Cattle Fertility and Routine Visits
31st March 2018 by Andrew Turkington
Most of our dairy clients opt to have routine fertility visits once a fortnight, at a pre-arranged time of day and day of the week. This is timed to fit easily around the daily working of the farm, and is usually soon after morning milking. One vet is designated as the vet primarily responsible for the routine, and another as back-up. We use portable scanners so we can examine the cows in AI stalls, in the crush or through the parlour. Routine visits are a highly beneficial tool to keep the focus on 365d calving as well as the general nutritional and preventative management issues surrounding on farm disease and biosecurity.
Benefits of routine fertility visits:
- Reduce your calving index
- Diagnose cystic and non-cycling cows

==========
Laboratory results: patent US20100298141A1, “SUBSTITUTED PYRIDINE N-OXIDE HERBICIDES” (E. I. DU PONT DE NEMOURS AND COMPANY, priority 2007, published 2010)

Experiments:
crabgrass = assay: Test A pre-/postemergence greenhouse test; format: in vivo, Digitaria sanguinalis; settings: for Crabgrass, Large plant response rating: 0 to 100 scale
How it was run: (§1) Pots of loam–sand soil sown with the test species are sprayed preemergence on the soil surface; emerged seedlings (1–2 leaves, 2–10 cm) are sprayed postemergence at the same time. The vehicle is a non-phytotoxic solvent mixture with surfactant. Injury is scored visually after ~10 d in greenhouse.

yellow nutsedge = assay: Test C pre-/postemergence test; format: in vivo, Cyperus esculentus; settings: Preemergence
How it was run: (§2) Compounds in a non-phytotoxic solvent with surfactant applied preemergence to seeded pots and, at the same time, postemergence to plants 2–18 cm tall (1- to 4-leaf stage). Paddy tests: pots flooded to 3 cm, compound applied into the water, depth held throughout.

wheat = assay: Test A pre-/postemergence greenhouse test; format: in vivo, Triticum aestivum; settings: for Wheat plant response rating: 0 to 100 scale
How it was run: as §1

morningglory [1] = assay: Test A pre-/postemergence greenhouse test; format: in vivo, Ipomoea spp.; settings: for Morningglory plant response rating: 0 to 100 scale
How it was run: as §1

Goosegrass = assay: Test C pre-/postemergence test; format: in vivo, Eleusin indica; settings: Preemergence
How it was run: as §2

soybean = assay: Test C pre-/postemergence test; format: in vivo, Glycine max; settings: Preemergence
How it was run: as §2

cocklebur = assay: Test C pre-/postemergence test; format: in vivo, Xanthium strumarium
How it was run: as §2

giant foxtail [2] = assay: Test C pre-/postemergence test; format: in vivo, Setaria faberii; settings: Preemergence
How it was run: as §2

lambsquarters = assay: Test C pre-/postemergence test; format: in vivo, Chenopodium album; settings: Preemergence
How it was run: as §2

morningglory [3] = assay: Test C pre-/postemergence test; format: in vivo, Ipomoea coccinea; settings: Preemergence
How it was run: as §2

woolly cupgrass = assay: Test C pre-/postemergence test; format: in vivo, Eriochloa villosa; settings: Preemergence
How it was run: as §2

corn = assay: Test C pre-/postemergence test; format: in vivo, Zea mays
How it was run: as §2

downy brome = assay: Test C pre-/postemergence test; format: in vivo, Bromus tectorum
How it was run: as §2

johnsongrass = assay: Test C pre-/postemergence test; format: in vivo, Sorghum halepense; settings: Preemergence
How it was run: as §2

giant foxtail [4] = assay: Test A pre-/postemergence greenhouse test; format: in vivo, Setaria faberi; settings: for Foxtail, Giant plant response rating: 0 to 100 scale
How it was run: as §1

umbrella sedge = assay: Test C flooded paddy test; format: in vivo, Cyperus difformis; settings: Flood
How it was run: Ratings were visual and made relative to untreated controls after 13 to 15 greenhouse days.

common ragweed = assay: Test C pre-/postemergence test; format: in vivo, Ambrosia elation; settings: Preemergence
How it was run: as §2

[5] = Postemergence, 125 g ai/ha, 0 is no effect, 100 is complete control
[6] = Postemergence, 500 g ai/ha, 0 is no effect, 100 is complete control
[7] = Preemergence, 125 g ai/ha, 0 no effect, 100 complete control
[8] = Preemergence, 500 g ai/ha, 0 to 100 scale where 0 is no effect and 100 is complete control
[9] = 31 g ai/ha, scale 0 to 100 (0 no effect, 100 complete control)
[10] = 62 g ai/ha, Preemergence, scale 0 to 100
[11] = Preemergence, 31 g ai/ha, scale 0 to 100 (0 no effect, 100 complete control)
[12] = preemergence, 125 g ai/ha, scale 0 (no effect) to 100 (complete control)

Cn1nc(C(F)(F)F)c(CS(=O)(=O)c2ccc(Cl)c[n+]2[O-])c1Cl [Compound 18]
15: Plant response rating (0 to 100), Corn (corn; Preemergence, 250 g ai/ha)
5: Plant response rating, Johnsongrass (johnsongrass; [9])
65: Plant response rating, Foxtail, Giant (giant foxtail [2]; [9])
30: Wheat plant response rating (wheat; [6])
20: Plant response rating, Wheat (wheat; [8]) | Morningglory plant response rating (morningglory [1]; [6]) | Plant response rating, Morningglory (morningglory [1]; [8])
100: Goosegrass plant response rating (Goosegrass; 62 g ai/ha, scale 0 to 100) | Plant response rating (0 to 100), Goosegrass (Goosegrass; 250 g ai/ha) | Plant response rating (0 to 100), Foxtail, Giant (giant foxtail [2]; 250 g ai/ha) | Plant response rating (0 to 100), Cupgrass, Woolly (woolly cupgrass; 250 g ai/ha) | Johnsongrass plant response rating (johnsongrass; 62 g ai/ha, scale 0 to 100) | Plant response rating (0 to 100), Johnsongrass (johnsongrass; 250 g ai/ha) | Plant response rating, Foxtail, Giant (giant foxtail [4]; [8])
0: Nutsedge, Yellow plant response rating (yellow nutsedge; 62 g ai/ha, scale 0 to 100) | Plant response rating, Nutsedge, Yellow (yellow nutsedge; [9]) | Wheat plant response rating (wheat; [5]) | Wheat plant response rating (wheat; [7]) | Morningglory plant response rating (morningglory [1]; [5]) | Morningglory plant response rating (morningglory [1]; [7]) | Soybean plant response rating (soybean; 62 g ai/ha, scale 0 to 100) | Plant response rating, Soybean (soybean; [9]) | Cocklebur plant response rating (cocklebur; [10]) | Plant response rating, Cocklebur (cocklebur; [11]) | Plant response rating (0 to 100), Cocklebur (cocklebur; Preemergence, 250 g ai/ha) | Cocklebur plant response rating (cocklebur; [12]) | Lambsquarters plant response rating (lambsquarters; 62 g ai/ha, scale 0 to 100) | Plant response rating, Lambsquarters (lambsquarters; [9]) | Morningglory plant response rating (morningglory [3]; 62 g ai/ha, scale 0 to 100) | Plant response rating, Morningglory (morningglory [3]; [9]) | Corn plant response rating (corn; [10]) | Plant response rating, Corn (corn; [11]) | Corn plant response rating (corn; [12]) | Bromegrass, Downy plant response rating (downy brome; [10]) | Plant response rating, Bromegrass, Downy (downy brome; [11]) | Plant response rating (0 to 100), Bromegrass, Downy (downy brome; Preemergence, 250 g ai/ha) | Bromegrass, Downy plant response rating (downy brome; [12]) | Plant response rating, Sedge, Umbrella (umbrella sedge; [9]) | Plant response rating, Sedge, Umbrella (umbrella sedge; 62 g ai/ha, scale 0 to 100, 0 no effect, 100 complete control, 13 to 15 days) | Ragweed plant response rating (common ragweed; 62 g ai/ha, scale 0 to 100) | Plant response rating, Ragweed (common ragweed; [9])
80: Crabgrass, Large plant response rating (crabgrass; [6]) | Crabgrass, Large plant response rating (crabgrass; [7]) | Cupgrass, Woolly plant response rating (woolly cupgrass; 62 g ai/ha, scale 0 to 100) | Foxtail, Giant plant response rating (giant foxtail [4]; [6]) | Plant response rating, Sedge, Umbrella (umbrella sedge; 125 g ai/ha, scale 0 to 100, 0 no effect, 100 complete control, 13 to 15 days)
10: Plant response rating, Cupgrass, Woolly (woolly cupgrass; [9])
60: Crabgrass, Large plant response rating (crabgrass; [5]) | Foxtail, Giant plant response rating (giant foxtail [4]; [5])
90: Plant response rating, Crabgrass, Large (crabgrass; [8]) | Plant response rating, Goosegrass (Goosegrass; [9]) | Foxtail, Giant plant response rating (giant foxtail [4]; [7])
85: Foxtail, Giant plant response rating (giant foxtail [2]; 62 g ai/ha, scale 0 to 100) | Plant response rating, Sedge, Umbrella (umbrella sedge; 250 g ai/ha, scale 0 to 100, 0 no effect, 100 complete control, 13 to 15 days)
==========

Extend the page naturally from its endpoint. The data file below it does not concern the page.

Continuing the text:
- Diagnose and treat uterine infection early to get cows back in calf sooner
- Synchronise groups of heifers or cows
Routines also provide an opportunity to discuss herd health on farm. This enables monitoring of production targets and prevention of potential problems, for example:
- Quarterly bulk milk screening for infectious disease
- Blood sampling for disease control and/or nutritional profiling
- Mastitis/cell count monitoring and investigation
- Which animals should be seen by the vet on a routine?:
- PCC – Post calving checks, cows 2 to 4 weeks calved. Check for uterine infection as only 36% of cows with a uterine infection show “whites”. Early detection and treatment gives the best chance of cows returning to fertility.
- PD – Pregnancy diagnosis – all cows that have been served 35 days. Everyone has had a cow dry for several months, which has not been seen bulling for 9 months and yet is not in calf. Don’t assume she is in calf, get her checked!
- NSB – Not seen bulling – all cows that have not been seen bulling by the end of your “voluntary waiting period”, about 45 days for most people. It is important to examine these cows (and treat them if necessary) to treat them if necessary to make sure they come bulling and get in calf.